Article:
The Reflectionary – Week of October 13, 2019

Text: 2 Samuel 5:1-5; 6:1-5

All the tribes of Israel came to David at Hebron and said, “We are your own flesh and blood. In the past, while Saul was king over us, you were the one who led Israel on their military campaigns. And the Lord said to you, ‘You will shepherd my people Israel, and you will become their ruler.’” 

When all the elders of Israel had come to King David at Hebron, the king made a covenant with them at Hebron before the Lord, and they anointed David king over Israel.

David was thirty years old when he became king, and he reigned forty years. In Hebron he reigned over Judah seven years and six months, and in Jerusalem he reigned over all Israel and Judah thirty-three years.


David again brought together all the able young men of Israel—thirty thousand. He and all his men went to Baalah in Judah to bring up from there the ark of God, which is called by the Name, the name of the Lord Almighty, who is enthroned between the cherubim on the ark. They set the ark of God on a new cart and brought it from the house of Abinadab, which was on the hill. Uzzah and Ahio, sons of Abinadab, were guiding the new cart with the ark of God on it, and Ahio was walking in front of it. David and all Israel were celebrating with all their might before the Lord, with castanets, harps, lyres, timbrels, sistrums and cymbals.


These short passages are snapshots of King David’s life, marking two significant moments – when he became King over all of Israel, and when he brought the Ark of the Covenant into Jerusalem to give it a permanent resting place. David, as king, certainly did much for the people of Israel, in the name of God. David, of course, is seen as the greatest king of Israel. It is significant that Jesus comes from the line of David. He’s a pretty big deal.

We know, however, that David was also a flawed human being who at times, made absolutely terrible decisions (ie. taking Bathsheba for himself and having her husband killed). How could a king who is elevated to the extent that David is also do something so vile? We often hear of David as a man after God’s own heart. At times, that may, in fact be true. But in other moments, David’s heart is anything but. So what do we do with these conflicting ideas about David? Is he a great king, or a sinner of the worst kind? Is he generous and faithful, or a murderous and selfish lecher?

It is tempting to want to place David in one category or the other, writing the other off. But when we truly pause to think about who David was, what we actually see is ourselves. We, like David, have moments where our hearts are like God’s own heart – where we are merciful, where we are loving, where we are seeking justice. But then, there are other moments, where we are not bearing the heart of God. There are moments where we take what we want, when we want it, no matter who it hurts. There are moments where we act with hatred, or sometimes even violence.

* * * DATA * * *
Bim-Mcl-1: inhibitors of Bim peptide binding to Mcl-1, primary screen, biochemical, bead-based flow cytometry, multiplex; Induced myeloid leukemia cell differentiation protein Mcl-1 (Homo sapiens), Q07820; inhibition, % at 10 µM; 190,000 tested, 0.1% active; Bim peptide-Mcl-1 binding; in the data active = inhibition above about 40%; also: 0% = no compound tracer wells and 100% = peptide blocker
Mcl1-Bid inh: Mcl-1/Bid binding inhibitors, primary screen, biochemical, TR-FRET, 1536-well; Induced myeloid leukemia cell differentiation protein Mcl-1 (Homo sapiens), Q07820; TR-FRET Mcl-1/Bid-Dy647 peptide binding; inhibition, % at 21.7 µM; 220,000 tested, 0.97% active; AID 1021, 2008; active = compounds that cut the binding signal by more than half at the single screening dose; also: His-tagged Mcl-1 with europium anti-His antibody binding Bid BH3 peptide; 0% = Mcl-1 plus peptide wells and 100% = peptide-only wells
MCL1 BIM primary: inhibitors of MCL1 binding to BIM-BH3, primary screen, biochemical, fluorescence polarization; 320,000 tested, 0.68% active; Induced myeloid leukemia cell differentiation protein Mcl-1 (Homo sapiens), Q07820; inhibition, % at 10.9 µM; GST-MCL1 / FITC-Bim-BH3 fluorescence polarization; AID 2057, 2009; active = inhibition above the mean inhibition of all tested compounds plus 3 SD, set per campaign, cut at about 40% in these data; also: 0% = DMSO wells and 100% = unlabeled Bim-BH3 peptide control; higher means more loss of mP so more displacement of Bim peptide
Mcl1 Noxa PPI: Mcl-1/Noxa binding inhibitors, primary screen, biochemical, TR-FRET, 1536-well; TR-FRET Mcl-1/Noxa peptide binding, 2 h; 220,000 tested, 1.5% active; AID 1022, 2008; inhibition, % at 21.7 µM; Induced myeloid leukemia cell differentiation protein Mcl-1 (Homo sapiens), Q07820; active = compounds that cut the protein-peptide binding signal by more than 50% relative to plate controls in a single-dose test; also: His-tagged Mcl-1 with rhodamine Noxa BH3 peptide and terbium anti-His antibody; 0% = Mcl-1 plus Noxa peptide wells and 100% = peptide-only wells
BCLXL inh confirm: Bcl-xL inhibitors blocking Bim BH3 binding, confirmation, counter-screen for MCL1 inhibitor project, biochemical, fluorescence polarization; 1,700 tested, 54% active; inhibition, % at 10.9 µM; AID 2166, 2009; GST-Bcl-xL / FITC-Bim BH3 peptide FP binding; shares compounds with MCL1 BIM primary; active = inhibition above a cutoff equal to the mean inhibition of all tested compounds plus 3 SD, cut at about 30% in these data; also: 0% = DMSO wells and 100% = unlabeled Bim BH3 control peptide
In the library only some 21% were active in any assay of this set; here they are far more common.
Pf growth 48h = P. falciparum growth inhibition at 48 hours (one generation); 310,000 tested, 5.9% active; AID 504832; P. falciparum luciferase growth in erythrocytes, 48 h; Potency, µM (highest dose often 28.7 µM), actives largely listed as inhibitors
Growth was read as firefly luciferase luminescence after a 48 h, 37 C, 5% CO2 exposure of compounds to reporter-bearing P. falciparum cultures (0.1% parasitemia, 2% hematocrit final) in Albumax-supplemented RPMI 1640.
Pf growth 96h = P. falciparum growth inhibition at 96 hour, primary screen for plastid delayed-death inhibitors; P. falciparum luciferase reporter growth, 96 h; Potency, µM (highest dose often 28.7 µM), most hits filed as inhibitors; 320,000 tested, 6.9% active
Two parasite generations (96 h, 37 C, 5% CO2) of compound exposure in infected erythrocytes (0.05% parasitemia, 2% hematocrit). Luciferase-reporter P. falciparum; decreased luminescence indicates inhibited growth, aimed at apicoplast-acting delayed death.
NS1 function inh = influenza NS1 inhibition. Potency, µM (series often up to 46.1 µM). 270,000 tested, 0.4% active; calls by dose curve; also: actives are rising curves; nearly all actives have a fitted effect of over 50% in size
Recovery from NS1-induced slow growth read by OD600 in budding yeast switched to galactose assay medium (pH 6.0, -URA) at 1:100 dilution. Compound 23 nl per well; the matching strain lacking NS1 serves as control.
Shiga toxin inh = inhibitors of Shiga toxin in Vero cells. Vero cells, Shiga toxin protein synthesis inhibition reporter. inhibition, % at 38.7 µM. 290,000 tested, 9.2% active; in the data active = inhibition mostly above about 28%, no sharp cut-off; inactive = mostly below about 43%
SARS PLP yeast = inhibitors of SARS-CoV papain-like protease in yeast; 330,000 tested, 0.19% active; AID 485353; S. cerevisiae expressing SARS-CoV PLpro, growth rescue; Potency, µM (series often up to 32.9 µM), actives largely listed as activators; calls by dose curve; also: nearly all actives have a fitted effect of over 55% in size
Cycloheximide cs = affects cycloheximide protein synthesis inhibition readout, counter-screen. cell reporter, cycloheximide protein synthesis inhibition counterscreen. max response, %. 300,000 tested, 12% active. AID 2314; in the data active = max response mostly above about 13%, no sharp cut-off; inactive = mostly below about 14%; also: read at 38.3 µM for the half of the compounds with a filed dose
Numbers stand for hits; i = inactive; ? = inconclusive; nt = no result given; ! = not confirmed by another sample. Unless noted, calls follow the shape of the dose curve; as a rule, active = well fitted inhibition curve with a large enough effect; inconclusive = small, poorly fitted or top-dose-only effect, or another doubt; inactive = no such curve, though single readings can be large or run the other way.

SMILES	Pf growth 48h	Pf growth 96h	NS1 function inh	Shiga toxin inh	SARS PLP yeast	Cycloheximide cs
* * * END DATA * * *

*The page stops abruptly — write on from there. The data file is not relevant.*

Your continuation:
Not one of us is totally good. Not one of us is totally evil. In our polarized world, it is a great temptation to write people off as one or the other. David did great things for Israel, to be sure. He worshipped God, and gave the Ark of the Covenant a permanent home. He enabled to people of Israel to find security and to flourish for a time. When David kept the kingship of God at the forefront of his life, he lived as a man after God’s own heart. It was when he became focused on his own power and desires that he strayed.

The same is true for us. When we recognize the kingship of God in our lives, above all powers, above all governments, above all nations, above the desires of self, then our hearts are able to be in alignment with God’s. But when we become focused on other powers above God’s reign, then our hearts and our desires become distorted. You may recall when Israel first began asking for a king to rule over them, the prophet Samuel reminded them that they would regret it – that God was their king, and that if they wanted to have kings like the other nations, then they would, in fact, become like other nations where the rich oppress to poor, where the rulers consolidate power and their subjects cry out for relief. Eventually, this did happen.

There is no king but Christ. There is no one who is above him. Worship of the wrong things (idolatry) is the continual struggle of God’s people from the very beginning, up until today. Consider how you may personally be experiencing this struggle.


o   What words, phrases, or images from the text speak to you? What thoughts or feelings do they evoke?
o   In what areas of your life might you be struggling to allow Christ to reign?
o   In whom do you struggle to see any good? What do you think is preventing that ability?


Think of that person in whom you struggle to see any good. Pray for them, and pray that you might be able to see glimpses of goodness in them.


What are the most important things in your life? How might they be in alignment with Christ’s kingship, or how might they be in conflict? Take some time to reflect and to journal about your current priorities.


Lord Jesus Christ, you are the one true King. You are greater than any power, than any leader, than any nation. Help me to live as a citizen of your kingdom, and to be able to discern what that looks like. Give me a heart that is like yours – one that loves like yours. Allow me to catch glimpses of your image in others, even in those whom I would deem my enemy. At the same time, allow me to see the sin and the evil that exists within my own heart. Lead me, transform me, make me new. In Jesus’ name I pray. Amen.


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